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September 2003
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November 2003

New Interface for DRI Expert Witness Database

For DRI members, you should be aware that the DRI website has implemented a new interface for searching the DRI Expert Witness Database. Essentially, it is now possible once again to search the database yourself, rather than fill out a web form and ask the DRI staff to search it for you. However, if you want to view a transcript or CV of an expert, you have to pay $25-50, depending on how you want it delivered.

A couple of years ago, DRI's expert witness database was being offered through a slick interface constructed by an outfit named Juris or something, and you could actually read a transcript before deciding whether to buy a full copy. Unfortunately, Juris did not survive the dot.com bust. Now DRI appears to be in the process of building out a usable interface again, which is a good thing.

DRI states it has 60,000 experts in its database -- but I think the large plaintiff-oriented expert witness databases dwarf that figure. TrialSmith says it has 137,000 experts on file, for example. DRI members have to be more diligent in submitting transcripts to DRI. DRI could help by posting clear instructions on how to submit transcripts.

This overview of researching experts on the Internet has other sources, among others another defense-oriented database called Idex. Idex says it has 800,000 "records of expert involvement". It was founded in 1984 by a former St. Paul Ins. Co. Claims Supervisor and is based out of Kansas.


Due Process Argument Trumps Statute of Limitations Defense Under Virginia Law

In a recent opinion letter, Judge Keith of the Circuit Court of Fairfax County, Virginia overruled the defendants plea in bar based on the statute of limitations, on the grounds that plaintiffs' right of action had expired before his cause of action accrued, and to enforce the statute of limitations in that situation would deprive plaintiffs of their property without due process of law. McLean Crest, LLC v. Wickwire Gavin, P.C., 2003 Va. Cir. LEXIS 174 (Aug. 12, 2003).

Continue reading "Due Process Argument Trumps Statute of Limitations Defense Under Virginia Law" »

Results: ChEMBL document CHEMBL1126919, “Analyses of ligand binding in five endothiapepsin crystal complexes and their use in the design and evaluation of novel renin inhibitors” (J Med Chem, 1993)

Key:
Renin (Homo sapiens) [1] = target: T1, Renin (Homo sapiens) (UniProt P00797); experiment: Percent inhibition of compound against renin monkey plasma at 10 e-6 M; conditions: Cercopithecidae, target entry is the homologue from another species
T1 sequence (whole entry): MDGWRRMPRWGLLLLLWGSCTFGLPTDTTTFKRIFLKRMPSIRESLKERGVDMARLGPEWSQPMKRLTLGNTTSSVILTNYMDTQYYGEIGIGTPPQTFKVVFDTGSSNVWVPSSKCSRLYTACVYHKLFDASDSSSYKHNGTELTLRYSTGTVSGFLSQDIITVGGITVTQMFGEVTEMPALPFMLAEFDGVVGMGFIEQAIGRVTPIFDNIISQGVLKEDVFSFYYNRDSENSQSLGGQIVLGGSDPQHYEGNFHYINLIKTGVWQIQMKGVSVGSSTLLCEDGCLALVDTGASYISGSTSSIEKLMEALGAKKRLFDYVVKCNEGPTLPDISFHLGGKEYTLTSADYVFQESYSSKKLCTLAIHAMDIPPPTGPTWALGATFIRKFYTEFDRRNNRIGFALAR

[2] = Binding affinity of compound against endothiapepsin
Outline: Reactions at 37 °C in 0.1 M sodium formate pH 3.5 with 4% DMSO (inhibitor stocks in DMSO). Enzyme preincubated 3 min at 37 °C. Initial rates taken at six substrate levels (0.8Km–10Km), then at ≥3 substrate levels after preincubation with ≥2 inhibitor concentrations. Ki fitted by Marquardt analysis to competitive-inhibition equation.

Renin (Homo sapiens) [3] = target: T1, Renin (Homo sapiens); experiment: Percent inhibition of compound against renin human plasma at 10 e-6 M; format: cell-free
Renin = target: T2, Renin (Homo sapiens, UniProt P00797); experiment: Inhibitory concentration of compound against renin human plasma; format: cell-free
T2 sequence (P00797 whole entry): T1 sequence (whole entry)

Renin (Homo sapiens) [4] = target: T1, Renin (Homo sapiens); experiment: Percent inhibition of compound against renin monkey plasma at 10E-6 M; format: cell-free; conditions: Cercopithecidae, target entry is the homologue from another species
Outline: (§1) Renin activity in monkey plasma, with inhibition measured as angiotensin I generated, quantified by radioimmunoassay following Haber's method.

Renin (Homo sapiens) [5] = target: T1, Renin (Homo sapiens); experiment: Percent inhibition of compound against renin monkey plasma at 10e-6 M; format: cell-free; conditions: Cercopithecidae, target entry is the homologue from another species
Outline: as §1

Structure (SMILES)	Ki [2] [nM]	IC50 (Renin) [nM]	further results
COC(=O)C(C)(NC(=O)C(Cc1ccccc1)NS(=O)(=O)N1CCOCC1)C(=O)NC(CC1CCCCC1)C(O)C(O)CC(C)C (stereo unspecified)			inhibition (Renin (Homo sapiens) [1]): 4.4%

4th Circuit Affirms Slip and Fall Negligence Verdict of $647,000

In an unpublished opinion, the Fourth Circuit affirmed a $647,000 verdict in a simple slip-and-fall negligence action. Richardson v. Boddie-Noell Enterprises, No. 03-1011 (4th Cir. Oct. 27, 2003). The Court rejected the argument that the plaintiff, a man, unconstitutionally struck men from the jury panel solely because of their gender. The Court reasoned that assessing the credibility of a litigant's gender-neutral explanations for the use of peremptory strikes is peculiarly within the trial judge's province, and declined to disturb the trial court's discretionary ruling.

The Court also refused to set the verdict aside as being excessive. The Court reasoned that the evidence indicated that the plaintiff had permanently lost some range of motion in his arm, had been in constant, substantial pain since the fall and was planning on having corrective surgery, and is no longer able to work in the tractor business or to raise and break cattle. Citing a decision of the Virginia Supreme Court upholding a jury verdict of $20 million in favor of a burn victim who had incurred no medical expenses (i.e. treated at no charge), the Court found that the verdict in this case was not so great as to indicate its judgment was actuated by partiality or prejudice.

Continue reading "4th Circuit Affirms Slip and Fall Negligence Verdict of $647,000" »


Suit Against Paint Manufacturers Dismissed